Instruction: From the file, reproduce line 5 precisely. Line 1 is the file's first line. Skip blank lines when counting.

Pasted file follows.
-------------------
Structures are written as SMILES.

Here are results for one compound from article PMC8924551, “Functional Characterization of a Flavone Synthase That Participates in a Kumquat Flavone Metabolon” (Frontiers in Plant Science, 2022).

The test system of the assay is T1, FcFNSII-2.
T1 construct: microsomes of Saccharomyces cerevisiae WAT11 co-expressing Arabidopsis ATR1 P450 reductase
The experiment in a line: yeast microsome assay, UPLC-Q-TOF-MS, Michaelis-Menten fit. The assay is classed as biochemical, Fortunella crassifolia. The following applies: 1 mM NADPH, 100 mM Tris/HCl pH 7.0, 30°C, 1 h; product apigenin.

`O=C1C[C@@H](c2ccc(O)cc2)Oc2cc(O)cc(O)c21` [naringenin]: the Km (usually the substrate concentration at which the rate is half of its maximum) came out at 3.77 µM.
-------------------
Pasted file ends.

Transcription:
The experiment in a line: yeast microsome assay, UPLC-Q-TOF-MS, Michaelis-Menten fit. The assay is classed as biochemical, Fortunella crassifolia. The following applies: 1 mM NADPH, 100 mM Tris/HCl pH 7.0, 30°C, 1 h; product apigenin.